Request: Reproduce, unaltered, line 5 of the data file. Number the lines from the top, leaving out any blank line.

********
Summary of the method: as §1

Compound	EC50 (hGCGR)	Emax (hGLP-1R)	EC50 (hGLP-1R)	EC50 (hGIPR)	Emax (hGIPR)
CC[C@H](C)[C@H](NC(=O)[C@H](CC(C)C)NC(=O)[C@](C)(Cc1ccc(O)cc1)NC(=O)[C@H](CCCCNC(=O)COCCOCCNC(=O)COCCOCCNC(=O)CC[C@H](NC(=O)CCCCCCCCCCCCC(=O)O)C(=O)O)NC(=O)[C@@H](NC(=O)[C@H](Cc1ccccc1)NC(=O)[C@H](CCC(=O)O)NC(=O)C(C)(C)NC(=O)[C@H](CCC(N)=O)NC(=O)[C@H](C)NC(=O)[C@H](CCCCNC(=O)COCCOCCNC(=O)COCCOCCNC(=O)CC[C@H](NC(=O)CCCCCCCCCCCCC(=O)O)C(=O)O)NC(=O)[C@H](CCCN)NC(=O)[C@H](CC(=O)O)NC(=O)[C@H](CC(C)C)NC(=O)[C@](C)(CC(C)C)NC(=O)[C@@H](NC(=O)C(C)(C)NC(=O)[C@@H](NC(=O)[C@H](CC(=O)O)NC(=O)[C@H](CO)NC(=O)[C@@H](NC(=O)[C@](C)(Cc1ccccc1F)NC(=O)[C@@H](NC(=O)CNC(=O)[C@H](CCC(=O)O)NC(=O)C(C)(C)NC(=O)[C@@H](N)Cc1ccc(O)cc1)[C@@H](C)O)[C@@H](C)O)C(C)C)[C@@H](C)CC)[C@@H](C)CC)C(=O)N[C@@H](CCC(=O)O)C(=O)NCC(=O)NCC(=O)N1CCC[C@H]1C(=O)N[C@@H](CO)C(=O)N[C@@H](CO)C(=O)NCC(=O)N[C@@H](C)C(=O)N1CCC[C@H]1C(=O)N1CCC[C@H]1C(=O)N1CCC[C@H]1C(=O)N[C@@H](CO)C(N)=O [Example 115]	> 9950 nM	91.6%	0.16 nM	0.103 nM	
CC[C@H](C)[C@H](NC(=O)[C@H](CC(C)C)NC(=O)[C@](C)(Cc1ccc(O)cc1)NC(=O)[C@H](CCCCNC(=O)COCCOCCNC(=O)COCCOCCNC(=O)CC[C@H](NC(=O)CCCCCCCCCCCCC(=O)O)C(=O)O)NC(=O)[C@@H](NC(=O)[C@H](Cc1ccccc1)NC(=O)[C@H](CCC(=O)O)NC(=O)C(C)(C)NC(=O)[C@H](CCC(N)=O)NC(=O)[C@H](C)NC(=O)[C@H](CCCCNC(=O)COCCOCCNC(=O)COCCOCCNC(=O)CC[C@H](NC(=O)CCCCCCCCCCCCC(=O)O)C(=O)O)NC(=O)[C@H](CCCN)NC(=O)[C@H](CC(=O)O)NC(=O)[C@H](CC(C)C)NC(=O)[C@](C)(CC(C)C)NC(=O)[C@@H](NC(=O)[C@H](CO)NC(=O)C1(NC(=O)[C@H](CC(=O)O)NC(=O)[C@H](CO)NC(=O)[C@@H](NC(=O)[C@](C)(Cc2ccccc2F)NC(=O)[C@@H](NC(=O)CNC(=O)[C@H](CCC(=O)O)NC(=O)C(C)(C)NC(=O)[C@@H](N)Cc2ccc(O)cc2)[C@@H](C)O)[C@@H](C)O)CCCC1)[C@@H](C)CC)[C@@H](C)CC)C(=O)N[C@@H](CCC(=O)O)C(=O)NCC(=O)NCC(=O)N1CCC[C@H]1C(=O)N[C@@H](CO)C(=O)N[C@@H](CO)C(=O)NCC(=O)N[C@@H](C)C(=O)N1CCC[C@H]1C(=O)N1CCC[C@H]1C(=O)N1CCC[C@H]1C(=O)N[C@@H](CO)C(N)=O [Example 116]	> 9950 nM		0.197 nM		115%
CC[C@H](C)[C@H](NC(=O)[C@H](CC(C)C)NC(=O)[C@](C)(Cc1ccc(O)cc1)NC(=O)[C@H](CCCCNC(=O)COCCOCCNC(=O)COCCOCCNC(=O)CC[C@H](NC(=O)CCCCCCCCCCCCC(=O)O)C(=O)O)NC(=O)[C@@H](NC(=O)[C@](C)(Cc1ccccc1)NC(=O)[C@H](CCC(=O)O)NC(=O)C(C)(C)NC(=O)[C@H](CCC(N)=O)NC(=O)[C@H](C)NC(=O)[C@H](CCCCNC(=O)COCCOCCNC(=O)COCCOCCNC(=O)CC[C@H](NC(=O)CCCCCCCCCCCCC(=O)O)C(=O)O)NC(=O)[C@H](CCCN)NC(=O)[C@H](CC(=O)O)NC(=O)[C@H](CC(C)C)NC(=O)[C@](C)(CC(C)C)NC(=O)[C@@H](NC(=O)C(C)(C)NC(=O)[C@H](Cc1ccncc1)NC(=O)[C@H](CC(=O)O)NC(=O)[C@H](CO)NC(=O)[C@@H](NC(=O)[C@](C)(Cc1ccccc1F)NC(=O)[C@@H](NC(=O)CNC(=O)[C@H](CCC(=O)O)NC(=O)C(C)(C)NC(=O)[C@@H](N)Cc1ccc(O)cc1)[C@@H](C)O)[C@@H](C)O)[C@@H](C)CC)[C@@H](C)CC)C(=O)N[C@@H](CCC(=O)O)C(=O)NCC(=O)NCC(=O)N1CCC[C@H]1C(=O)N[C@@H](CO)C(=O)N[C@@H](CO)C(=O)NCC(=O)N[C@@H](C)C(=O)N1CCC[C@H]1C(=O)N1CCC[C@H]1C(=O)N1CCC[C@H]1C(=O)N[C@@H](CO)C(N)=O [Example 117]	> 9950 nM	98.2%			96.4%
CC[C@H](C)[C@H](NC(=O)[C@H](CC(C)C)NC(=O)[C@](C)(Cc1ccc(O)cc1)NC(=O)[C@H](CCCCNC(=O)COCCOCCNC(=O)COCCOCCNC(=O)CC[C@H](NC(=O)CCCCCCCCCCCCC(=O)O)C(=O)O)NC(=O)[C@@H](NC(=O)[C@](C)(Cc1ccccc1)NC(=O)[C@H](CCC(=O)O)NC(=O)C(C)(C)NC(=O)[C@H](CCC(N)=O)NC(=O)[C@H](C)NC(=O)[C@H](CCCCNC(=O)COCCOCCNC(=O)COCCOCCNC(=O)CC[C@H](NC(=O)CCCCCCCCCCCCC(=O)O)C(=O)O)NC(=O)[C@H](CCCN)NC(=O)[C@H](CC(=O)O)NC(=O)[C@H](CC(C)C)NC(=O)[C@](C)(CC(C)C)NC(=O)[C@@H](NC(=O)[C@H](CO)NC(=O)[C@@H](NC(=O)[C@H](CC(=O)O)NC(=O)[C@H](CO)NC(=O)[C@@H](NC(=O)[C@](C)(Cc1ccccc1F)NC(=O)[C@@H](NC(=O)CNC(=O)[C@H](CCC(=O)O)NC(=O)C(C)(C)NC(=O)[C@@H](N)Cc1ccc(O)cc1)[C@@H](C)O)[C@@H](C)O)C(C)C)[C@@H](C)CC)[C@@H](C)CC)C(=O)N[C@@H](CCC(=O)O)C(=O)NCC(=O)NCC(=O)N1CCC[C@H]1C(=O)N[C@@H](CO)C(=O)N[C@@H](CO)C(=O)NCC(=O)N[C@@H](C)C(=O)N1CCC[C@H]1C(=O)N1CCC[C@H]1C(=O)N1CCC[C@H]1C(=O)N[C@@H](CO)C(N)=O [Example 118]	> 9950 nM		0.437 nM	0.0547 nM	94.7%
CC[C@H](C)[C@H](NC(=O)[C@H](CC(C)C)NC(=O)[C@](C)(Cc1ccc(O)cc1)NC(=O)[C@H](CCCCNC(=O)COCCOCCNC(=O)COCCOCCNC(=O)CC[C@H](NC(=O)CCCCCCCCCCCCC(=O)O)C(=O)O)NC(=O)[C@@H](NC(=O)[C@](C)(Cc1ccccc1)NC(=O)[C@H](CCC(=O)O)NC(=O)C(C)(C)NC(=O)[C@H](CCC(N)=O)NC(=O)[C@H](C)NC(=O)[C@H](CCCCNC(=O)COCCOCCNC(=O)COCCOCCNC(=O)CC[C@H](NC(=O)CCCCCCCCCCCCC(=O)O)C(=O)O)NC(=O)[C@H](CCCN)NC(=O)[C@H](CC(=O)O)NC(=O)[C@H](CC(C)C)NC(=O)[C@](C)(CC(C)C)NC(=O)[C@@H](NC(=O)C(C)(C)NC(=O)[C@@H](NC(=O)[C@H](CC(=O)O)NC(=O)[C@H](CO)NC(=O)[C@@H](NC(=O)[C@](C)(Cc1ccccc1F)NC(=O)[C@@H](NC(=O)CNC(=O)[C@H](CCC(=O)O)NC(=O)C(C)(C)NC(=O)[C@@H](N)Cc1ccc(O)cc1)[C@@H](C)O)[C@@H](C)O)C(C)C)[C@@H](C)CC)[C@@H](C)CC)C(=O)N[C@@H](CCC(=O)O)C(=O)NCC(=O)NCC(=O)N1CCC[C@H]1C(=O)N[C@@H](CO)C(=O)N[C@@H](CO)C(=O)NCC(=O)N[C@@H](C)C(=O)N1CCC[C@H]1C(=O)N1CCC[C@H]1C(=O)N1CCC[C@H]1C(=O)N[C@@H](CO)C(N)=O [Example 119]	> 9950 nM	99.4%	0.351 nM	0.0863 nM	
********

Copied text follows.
CC[C@H](C)[C@H](NC(=O)[C@H](CC(C)C)NC(=O)[C@](C)(Cc1ccc(O)cc1)NC(=O)[C@H](CCCCNC(=O)COCCOCCNC(=O)COCCOCCNC(=O)CC[C@H](NC(=O)CCCCCCCCCCCCC(=O)O)C(=O)O)NC(=O)[C@@H](NC(=O)[C@](C)(Cc1ccccc1)NC(=O)[C@H](CCC(=O)O)NC(=O)C(C)(C)NC(=O)[C@H](CCC(N)=O)NC(=O)[C@H](C)NC(=O)[C@H](CCCCNC(=O)COCCOCCNC(=O)COCCOCCNC(=O)CC[C@H](NC(=O)CCCCCCCCCCCCC(=O)O)C(=O)O)NC(=O)[C@H](CCCN)NC(=O)[C@H](CC(=O)O)NC(=O)[C@H](CC(C)C)NC(=O)[C@](C)(CC(C)C)NC(=O)[C@@H](NC(=O)C(C)(C)NC(=O)[C@H](Cc1ccncc1)NC(=O)[C@H](CC(=O)O)NC(=O)[C@H](CO)NC(=O)[C@@H](NC(=O)[C@](C)(Cc1ccccc1F)NC(=O)[C@@H](NC(=O)CNC(=O)[C@H](CCC(=O)O)NC(=O)C(C)(C)NC(=O)[C@@H](N)Cc1ccc(O)cc1)[C@@H](C)O)[C@@H](C)O)[C@@H](C)CC)[C@@H](C)CC)C(=O)N[C@@H](CCC(=O)O)C(=O)NCC(=O)NCC(=O)N1CCC[C@H]1C(=O)N[C@@H](CO)C(=O)N[C@@H](CO)C(=O)NCC(=O)N[C@@H](C)C(=O)N1CCC[C@H]1C(=O)N1CCC[C@H]1C(=O)N1CCC[C@H]1C(=O)N[C@@H](CO)C(N)=O [Example 117]	> 9950 nM	98.2%			96.4%